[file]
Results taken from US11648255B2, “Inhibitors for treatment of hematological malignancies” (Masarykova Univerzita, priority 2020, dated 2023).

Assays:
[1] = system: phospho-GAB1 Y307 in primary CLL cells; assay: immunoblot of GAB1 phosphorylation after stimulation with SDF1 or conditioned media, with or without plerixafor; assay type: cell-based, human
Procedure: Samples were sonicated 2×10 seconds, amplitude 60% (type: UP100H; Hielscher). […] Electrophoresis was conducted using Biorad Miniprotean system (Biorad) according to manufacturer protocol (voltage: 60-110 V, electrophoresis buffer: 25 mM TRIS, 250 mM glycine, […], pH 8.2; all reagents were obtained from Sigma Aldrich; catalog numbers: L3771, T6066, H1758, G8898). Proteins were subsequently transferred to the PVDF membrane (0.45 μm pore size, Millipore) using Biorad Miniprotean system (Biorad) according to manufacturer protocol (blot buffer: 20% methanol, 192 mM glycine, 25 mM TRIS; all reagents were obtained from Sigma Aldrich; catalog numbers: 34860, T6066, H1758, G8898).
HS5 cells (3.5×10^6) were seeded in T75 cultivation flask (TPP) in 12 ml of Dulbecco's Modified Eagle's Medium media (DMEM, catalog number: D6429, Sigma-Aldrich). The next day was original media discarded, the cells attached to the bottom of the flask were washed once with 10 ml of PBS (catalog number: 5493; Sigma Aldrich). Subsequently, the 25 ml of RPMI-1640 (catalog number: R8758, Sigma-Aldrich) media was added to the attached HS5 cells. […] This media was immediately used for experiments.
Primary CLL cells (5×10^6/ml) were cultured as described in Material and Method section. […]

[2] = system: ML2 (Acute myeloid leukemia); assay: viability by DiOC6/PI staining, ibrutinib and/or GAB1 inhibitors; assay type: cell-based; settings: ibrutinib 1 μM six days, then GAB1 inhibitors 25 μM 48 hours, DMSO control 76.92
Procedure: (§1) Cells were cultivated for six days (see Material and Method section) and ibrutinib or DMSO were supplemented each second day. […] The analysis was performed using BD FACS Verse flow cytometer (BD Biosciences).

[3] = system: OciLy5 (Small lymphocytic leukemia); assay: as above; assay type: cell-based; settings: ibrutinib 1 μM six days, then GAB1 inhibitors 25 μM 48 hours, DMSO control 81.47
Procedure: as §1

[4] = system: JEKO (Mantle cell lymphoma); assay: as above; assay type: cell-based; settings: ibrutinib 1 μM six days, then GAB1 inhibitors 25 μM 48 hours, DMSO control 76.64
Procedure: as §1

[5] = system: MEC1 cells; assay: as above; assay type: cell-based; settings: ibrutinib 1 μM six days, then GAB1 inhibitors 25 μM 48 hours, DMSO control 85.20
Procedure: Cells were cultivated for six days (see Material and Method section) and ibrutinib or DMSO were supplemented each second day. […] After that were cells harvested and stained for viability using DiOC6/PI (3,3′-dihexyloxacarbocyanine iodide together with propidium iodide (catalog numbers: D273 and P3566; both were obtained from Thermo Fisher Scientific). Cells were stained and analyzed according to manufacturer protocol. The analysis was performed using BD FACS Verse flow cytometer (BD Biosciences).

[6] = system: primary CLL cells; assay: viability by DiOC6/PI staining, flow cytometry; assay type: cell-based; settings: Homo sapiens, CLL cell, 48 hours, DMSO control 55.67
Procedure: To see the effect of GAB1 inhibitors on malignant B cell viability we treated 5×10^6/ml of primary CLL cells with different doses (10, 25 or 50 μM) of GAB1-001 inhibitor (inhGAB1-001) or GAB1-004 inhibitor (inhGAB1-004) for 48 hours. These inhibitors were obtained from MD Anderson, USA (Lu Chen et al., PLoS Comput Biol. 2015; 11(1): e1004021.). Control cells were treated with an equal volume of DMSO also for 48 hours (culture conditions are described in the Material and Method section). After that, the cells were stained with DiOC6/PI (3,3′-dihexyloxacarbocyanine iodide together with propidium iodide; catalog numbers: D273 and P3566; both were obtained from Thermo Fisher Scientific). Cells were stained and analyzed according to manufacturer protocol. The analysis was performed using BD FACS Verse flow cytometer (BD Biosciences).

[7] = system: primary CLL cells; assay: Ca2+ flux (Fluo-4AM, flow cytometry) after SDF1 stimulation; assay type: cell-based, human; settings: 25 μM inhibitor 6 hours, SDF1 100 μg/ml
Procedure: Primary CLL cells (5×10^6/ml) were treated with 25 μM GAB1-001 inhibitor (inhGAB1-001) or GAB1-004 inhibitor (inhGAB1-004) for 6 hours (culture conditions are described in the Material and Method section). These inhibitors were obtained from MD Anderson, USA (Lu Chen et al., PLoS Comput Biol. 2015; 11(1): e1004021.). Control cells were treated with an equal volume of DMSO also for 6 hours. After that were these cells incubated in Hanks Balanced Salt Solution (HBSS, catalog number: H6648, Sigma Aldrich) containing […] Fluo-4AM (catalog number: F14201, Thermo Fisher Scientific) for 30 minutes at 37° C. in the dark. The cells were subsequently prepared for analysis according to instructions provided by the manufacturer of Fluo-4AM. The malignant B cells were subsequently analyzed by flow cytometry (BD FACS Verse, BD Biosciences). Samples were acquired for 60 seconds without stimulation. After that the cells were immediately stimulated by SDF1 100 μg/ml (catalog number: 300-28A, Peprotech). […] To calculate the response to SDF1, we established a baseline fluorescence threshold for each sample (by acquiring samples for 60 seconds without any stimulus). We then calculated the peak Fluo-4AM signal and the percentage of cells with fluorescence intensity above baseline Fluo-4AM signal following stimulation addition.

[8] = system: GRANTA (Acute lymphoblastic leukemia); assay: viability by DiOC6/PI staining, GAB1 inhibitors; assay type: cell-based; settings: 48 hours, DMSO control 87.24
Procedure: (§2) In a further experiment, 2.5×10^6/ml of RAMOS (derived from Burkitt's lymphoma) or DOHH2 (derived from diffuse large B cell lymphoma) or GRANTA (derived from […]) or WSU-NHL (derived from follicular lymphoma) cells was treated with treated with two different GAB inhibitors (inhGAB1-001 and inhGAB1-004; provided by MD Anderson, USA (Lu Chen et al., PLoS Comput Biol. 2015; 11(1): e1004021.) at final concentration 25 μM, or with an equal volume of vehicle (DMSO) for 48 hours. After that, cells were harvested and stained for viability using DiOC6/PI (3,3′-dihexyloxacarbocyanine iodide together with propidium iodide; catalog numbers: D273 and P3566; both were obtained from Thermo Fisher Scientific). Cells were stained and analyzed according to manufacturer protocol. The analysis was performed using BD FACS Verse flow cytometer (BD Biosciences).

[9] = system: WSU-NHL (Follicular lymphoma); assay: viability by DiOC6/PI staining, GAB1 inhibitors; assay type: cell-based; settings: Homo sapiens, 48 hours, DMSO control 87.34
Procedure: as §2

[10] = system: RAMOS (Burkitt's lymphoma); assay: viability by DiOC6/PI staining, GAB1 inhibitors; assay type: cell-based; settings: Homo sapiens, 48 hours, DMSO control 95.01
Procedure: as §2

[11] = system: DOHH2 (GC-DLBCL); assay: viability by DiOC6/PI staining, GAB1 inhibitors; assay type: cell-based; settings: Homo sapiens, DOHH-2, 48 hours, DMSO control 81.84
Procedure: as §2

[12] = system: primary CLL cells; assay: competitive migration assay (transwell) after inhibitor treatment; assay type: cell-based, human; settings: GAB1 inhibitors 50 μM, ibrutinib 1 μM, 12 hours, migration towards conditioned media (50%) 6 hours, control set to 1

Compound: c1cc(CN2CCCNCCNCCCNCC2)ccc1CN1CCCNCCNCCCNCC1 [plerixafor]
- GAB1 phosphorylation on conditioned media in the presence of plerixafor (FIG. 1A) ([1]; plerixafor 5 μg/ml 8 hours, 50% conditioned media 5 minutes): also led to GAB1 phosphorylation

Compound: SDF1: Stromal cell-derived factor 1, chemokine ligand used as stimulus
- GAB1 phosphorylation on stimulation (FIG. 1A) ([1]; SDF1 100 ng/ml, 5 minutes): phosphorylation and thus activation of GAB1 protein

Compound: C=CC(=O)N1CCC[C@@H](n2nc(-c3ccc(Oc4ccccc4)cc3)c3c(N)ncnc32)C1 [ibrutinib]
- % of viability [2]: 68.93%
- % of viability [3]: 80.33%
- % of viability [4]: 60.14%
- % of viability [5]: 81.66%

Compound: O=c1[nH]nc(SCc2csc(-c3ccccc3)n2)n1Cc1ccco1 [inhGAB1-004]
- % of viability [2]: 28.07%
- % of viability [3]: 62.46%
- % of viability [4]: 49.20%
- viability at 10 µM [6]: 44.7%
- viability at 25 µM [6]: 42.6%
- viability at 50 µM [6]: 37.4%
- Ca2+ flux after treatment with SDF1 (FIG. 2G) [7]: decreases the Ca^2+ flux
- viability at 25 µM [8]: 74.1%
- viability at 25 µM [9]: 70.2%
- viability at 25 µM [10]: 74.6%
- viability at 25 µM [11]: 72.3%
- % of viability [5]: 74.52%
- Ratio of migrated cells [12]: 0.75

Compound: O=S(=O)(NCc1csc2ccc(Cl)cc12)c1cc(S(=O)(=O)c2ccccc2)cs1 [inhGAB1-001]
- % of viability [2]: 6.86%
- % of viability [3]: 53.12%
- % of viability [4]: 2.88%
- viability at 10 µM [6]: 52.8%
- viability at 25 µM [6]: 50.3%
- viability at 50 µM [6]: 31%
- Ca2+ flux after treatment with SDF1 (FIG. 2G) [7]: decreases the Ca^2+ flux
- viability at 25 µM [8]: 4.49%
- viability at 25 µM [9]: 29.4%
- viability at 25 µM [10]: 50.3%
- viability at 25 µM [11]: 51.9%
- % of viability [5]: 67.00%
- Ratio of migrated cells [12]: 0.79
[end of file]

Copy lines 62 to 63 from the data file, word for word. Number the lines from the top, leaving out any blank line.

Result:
- viability at 25 µM [11]: 51.9%
- % of viability [5]: 67.00%